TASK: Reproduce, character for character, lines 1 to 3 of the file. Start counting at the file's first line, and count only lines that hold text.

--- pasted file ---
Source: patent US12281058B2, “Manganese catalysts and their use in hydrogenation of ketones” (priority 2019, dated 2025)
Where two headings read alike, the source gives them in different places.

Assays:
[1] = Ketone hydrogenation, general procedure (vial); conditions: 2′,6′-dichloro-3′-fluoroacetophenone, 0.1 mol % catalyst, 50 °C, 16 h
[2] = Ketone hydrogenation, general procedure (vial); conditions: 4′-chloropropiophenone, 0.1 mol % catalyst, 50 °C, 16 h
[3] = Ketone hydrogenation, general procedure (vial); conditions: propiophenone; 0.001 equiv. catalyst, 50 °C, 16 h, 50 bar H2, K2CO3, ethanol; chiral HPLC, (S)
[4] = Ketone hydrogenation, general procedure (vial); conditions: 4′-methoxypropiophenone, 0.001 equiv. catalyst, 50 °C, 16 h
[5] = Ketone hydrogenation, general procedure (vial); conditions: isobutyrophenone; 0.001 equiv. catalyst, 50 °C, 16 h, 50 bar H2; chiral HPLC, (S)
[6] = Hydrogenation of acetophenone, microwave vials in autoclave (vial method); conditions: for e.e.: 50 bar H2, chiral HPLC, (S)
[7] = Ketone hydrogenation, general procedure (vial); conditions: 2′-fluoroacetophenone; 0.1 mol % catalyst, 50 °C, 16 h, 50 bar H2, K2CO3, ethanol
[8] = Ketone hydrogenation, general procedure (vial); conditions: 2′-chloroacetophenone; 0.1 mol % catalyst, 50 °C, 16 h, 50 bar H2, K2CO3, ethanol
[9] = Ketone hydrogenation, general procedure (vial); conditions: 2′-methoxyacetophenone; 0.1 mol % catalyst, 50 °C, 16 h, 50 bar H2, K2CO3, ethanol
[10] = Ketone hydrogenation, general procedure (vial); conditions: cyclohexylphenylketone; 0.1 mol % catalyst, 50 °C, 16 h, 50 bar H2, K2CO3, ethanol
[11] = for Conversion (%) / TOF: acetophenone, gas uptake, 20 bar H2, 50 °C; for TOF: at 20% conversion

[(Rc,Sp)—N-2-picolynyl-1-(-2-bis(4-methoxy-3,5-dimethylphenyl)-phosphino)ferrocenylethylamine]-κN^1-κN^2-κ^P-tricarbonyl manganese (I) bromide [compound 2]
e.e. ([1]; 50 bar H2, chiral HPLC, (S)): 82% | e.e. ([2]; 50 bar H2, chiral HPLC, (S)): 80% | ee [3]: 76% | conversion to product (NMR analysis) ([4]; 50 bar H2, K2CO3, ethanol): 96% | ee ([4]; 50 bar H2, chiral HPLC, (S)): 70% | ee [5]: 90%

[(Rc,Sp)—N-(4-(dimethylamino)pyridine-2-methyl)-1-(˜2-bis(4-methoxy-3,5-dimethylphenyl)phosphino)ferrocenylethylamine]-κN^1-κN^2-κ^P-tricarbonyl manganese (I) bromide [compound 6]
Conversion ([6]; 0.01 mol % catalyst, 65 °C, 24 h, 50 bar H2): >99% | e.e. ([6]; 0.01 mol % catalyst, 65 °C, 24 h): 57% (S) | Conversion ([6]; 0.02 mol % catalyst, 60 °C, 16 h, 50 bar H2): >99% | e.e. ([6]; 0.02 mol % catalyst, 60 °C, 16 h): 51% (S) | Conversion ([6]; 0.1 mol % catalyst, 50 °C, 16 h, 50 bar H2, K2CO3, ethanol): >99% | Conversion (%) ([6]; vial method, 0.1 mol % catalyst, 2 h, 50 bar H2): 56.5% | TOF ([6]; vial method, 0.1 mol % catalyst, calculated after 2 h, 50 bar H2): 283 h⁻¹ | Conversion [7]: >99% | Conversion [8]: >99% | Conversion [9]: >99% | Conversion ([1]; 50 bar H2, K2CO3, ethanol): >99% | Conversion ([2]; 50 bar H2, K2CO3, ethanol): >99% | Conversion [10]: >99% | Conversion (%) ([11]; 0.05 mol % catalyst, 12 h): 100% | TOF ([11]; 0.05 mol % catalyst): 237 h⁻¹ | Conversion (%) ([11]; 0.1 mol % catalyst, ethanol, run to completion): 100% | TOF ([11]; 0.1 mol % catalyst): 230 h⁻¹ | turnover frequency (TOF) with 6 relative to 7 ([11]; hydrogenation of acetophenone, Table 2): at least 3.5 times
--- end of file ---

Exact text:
Source: patent US12281058B2, “Manganese catalysts and their use in hydrogenation of ketones” (priority 2019, dated 2025)
Where two headings read alike, the source gives them in different places.

Assays: